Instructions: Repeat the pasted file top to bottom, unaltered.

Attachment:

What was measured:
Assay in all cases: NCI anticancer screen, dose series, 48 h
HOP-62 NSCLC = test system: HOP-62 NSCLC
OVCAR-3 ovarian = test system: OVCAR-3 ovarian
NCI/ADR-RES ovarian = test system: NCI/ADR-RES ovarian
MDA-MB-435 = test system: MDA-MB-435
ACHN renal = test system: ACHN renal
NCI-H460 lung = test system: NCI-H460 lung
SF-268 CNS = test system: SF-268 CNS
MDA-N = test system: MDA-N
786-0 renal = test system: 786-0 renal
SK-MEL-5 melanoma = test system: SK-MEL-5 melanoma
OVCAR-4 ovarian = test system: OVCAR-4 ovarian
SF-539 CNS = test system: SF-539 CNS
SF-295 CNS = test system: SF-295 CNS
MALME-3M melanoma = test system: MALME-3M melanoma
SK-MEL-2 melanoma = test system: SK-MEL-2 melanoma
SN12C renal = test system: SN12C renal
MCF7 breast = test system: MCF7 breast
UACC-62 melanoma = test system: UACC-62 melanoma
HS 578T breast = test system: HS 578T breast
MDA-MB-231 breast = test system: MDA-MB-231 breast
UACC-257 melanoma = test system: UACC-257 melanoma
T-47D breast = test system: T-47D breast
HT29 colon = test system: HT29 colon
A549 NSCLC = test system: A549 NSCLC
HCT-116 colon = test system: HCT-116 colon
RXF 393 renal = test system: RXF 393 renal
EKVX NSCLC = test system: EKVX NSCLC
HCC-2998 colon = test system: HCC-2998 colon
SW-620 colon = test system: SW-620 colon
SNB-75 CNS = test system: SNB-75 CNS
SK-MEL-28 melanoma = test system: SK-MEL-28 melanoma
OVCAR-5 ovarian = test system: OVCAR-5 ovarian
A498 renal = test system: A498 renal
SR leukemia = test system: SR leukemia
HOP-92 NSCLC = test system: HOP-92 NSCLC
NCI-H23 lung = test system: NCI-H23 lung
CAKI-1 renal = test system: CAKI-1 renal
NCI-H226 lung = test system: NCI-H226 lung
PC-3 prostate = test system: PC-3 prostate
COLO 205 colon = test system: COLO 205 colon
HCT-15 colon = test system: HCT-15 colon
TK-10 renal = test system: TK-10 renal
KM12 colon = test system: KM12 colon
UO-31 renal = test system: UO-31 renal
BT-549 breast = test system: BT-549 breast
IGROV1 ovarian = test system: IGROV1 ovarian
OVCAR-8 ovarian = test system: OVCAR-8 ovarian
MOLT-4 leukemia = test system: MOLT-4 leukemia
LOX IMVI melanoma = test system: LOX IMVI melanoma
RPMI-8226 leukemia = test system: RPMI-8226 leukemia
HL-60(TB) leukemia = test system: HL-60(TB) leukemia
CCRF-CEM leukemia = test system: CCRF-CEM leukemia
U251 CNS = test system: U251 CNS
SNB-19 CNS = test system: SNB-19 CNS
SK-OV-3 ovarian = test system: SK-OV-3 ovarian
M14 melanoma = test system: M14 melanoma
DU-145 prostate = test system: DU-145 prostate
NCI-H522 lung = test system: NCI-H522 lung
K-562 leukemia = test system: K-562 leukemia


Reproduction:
What was measured:
Assay in all cases: NCI anticancer screen, dose series, 48 h
HOP-62 NSCLC = test system: HOP-62 NSCLC
OVCAR-3 ovarian = test system: OVCAR-3 ovarian
NCI/ADR-RES ovarian = test system: NCI/ADR-RES ovarian
MDA-MB-435 = test system: MDA-MB-435
ACHN renal = test system: ACHN renal
NCI-H460 lung = test system: NCI-H460 lung
SF-268 CNS = test system: SF-268 CNS
MDA-N = test system: MDA-N
786-0 renal = test system: 786-0 renal
SK-MEL-5 melanoma = test system: SK-MEL-5 melanoma
OVCAR-4 ovarian = test system: OVCAR-4 ovarian
SF-539 CNS = test system: SF-539 CNS
SF-295 CNS = test system: SF-295 CNS
MALME-3M melanoma = test system: MALME-3M melanoma
SK-MEL-2 melanoma = test system: SK-MEL-2 melanoma
SN12C renal = test system: SN12C renal
MCF7 breast = test system: MCF7 breast
UACC-62 melanoma = test system: UACC-62 melanoma
HS 578T breast = test system: HS 578T breast
MDA-MB-231 breast = test system: MDA-MB-231 breast
UACC-257 melanoma = test system: UACC-257 melanoma
T-47D breast = test system: T-47D breast
HT29 colon = test system: HT29 colon
A549 NSCLC = test system: A549 NSCLC
HCT-116 colon = test system: HCT-116 colon
RXF 393 renal = test system: RXF 393 renal
EKVX NSCLC = test system: EKVX NSCLC
HCC-2998 colon = test system: HCC-2998 colon
SW-620 colon = test system: SW-620 colon
SNB-75 CNS = test system: SNB-75 CNS
SK-MEL-28 melanoma = test system: SK-MEL-28 melanoma
OVCAR-5 ovarian = test system: OVCAR-5 ovarian
A498 renal = test system: A498 renal
SR leukemia = test system: SR leukemia
HOP-92 NSCLC = test system: HOP-92 NSCLC
NCI-H23 lung = test system: NCI-H23 lung
CAKI-1 renal = test system: CAKI-1 renal
NCI-H226 lung = test system: NCI-H226 lung
PC-3 prostate = test system: PC-3 prostate
COLO 205 colon = test system: COLO 205 colon
HCT-15 colon = test system: HCT-15 colon
TK-10 renal = test system: TK-10 renal
KM12 colon = test system: KM12 colon
UO-31 renal = test system: UO-31 renal
BT-549 breast = test system: BT-549 breast
IGROV1 ovarian = test system: IGROV1 ovarian
OVCAR-8 ovarian = test system: OVCAR-8 ovarian
MOLT-4 leukemia = test system: MOLT-4 leukemia
LOX IMVI melanoma = test system: LOX IMVI melanoma
RPMI-8226 leukemia = test system: RPMI-8226 leukemia
HL-60(TB) leukemia = test system: HL-60(TB) leukemia
CCRF-CEM leukemia = test system: CCRF-CEM leukemia
U251 CNS = test system: U251 CNS
SNB-19 CNS = test system: SNB-19 CNS
SK-OV-3 ovarian = test system: SK-OV-3 ovarian
M14 melanoma = test system: M14 melanoma
DU-145 prostate = test system: DU-145 prostate
NCI-H522 lung = test system: NCI-H522 lung
K-562 leukemia = test system: K-562 leukemia